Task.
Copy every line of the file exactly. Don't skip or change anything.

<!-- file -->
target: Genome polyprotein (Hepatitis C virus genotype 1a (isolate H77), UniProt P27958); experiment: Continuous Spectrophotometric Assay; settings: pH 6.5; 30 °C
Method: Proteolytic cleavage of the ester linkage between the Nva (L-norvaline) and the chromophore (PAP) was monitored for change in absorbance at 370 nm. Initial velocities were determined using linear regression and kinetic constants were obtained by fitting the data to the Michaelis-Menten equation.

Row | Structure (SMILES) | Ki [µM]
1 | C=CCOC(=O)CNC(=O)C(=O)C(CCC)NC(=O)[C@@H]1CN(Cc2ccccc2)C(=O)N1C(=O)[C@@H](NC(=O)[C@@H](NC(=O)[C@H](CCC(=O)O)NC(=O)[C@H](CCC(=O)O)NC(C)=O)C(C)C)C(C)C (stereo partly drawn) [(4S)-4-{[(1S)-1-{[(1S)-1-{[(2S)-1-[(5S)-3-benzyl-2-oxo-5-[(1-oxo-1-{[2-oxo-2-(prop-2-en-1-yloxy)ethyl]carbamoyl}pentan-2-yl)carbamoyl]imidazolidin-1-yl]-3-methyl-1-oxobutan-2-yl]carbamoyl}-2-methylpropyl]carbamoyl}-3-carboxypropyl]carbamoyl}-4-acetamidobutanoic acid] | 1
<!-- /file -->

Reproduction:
target: Genome polyprotein (Hepatitis C virus genotype 1a (isolate H77), UniProt P27958); experiment: Continuous Spectrophotometric Assay; settings: pH 6.5; 30 °C
Method: Proteolytic cleavage of the ester linkage between the Nva (L-norvaline) and the chromophore (PAP) was monitored for change in absorbance at 370 nm. Initial velocities were determined using linear regression and kinetic constants were obtained by fitting the data to the Michaelis-Menten equation.

Row | Structure (SMILES) | Ki [µM]
1 | C=CCOC(=O)CNC(=O)C(=O)C(CCC)NC(=O)[C@@H]1CN(Cc2ccccc2)C(=O)N1C(=O)[C@@H](NC(=O)[C@@H](NC(=O)[C@H](CCC(=O)O)NC(=O)[C@H](CCC(=O)O)NC(C)=O)C(C)C)C(C)C (stereo partly drawn) [(4S)-4-{[(1S)-1-{[(1S)-1-{[(2S)-1-[(5S)-3-benzyl-2-oxo-5-[(1-oxo-1-{[2-oxo-2-(prop-2-en-1-yloxy)ethyl]carbamoyl}pentan-2-yl)carbamoyl]imidazolidin-1-yl]-3-methyl-1-oxobutan-2-yl]carbamoyl}-2-methylpropyl]carbamoyl}-3-carboxypropyl]carbamoyl}-4-acetamidobutanoic acid] | 1